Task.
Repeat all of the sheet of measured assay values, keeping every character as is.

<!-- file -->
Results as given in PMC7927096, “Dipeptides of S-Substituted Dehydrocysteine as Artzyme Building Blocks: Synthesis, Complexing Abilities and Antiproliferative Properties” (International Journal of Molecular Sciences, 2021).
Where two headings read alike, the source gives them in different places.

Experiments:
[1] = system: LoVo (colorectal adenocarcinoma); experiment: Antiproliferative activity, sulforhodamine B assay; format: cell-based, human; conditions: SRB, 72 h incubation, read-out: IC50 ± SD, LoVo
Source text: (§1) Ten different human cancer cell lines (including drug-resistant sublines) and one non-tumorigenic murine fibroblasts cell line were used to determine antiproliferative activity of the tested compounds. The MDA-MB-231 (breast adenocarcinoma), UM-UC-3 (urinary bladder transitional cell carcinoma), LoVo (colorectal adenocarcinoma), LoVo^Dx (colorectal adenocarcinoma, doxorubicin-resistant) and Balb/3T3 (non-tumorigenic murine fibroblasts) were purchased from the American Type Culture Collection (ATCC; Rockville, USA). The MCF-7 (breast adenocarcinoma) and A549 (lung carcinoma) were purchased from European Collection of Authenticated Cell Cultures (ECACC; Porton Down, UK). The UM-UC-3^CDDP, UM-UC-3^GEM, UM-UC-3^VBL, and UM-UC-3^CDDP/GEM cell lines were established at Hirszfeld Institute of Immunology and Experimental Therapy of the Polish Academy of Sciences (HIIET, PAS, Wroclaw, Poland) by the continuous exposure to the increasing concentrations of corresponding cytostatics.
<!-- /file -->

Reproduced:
Results as given in PMC7927096, “Dipeptides of S-Substituted Dehydrocysteine as Artzyme Building Blocks: Synthesis, Complexing Abilities and Antiproliferative Properties” (International Journal of Molecular Sciences, 2021).
Where two headings read alike, the source gives them in different places.

Experiments:
[1] = system: LoVo (colorectal adenocarcinoma); experiment: Antiproliferative activity, sulforhodamine B assay; format: cell-based, human; conditions: SRB, 72 h incubation, read-out: IC50 ± SD, LoVo
Source text: (§1) Ten different human cancer cell lines (including drug-resistant sublines) and one non-tumorigenic murine fibroblasts cell line were used to determine antiproliferative activity of the tested compounds. The MDA-MB-231 (breast adenocarcinoma), UM-UC-3 (urinary bladder transitional cell carcinoma), LoVo (colorectal adenocarcinoma), LoVo^Dx (colorectal adenocarcinoma, doxorubicin-resistant) and Balb/3T3 (non-tumorigenic murine fibroblasts) were purchased from the American Type Culture Collection (ATCC; Rockville, USA). The MCF-7 (breast adenocarcinoma) and A549 (lung carcinoma) were purchased from European Collection of Authenticated Cell Cultures (ECACC; Porton Down, UK). The UM-UC-3^CDDP, UM-UC-3^GEM, UM-UC-3^VBL, and UM-UC-3^CDDP/GEM cell lines were established at Hirszfeld Institute of Immunology and Experimental Therapy of the Polish Academy of Sciences (HIIET, PAS, Wroclaw, Poland) by the continuous exposure to the increasing concentrations of corresponding cytostatics.